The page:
No, nothing new - other than new to me.  I can show you some old things:
My friends will tell you I like to look at eBay now and then (my family will tell you I'm addicted to it, but I'm really not).  Both these shuttles are old, circa 1915, according to Heidi Nakayama, author of Tatting Shuttles of American Collectors.  It's a very good book, full in information and eye candy, and IMHO a very worthwhile addition to your bookshelf.  She has a very interesting website and blog, too, which you might want to visit.
These shuttles use a very old-fashioned bobbin that, believe it or not, is still being made; I bought a pack of 10 at Hancock Fabric last year.  The top shuttle is the first one I bought; it came without a bobbin, so I figured I'd never be able to actually tat with it, unless I ran across some of these long skinny bobbins in an antique store (or an "ann-teek" - actually junk store).  I was pleasantly (ecstatically) surprised to discover a card of these bobbins on a rack in my local Hancock's.  This view is of the sides, which is where you snap in the bobbin (which is tricky) - note the really shiny bobbin in the top shuttle; that's the new one!
These are probably the oldest shuttles I have.  I tend to prefer the older metal shuttles to the celluloid ones, because celluloid can deterioriate more easily than the metal ones. 

Time to take my meds and put the ice pack on my knee for awhile.  Have a wonderful day!

Saturday, October 23, 2010

Container Acquisition Syndrome!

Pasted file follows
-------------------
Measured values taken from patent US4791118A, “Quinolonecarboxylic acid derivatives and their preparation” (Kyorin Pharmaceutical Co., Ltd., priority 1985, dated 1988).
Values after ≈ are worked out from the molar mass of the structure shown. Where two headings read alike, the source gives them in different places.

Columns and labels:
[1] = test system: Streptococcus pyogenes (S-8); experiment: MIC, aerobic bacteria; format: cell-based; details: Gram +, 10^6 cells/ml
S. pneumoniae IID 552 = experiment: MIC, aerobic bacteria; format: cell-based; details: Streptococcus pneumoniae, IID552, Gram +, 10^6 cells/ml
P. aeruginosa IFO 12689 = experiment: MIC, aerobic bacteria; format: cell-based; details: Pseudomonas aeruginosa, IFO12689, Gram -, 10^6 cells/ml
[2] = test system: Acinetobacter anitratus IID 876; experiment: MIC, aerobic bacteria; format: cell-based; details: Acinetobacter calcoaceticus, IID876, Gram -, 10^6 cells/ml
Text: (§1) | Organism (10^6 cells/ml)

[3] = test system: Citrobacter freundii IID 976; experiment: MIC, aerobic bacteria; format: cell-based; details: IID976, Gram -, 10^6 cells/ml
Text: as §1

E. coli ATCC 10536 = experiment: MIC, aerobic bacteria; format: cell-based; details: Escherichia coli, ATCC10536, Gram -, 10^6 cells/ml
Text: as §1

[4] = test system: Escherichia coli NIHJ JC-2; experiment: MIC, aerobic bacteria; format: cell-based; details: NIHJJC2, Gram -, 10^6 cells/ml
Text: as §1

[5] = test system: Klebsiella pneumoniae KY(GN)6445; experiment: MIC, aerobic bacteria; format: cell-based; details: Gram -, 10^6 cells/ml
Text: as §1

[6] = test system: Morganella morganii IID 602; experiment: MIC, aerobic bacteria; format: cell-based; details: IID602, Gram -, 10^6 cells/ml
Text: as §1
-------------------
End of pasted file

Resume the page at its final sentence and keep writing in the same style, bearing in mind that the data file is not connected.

Yeah, I've got it -- I admit it!  I collect all kinds of containers -- tins, boxes, plastics; if it will fit in my purse and hold my tatting, I'm going to collect it.  Even if it won't fit in my purse, I'll probably collect it!

Two of my latest containers: this one, made in England, is an octagonal tin with a hinged lid.  I found it in an antiques mall in Lavonia, GA -- we almost passed the mall on the way to Toccoa for our Girls Weekend Out.

Almost passed it?  Yes -- Catherine was driving and we had to stop for the traffic light.  The antiques mall is directly across, so you can't not notice it.  We swung through the intersection, and halfway into the parking log, she said she just had to stop and look, and hoped I didn't mind.  I didn't -- I'd passed it before and never had time to stop in, so I was glad for the opportunity.  We didn't stay too long - so we didn't thoroughly explore it, but there's always a next time.  I also found this wooden cigar box.  It's rather plain and boxy on the outside, but inside the lid is a treat: isn't it pretty?  I love the colors!  It's a nice size, too, and will hold a lot of tatting.  It's not old, though -- there is a 1997 copyright date at the bottom center of the picture.

I also have a wooden cigar box that my dad brought home to me when I was little; he lettered my name on the lid in gold leaf.  There's also a plain one upstairs, that my mom kept receipts and stuff in.  I have a wooden cigar box that was my grandfather's somewhere upstairs; it's full of tatting and several celluloid tatting shuttles.  If I'm not mistaken, the souvenir shuttle I got at IOLI-Atlanta's Lace Days in 2002 is also in there.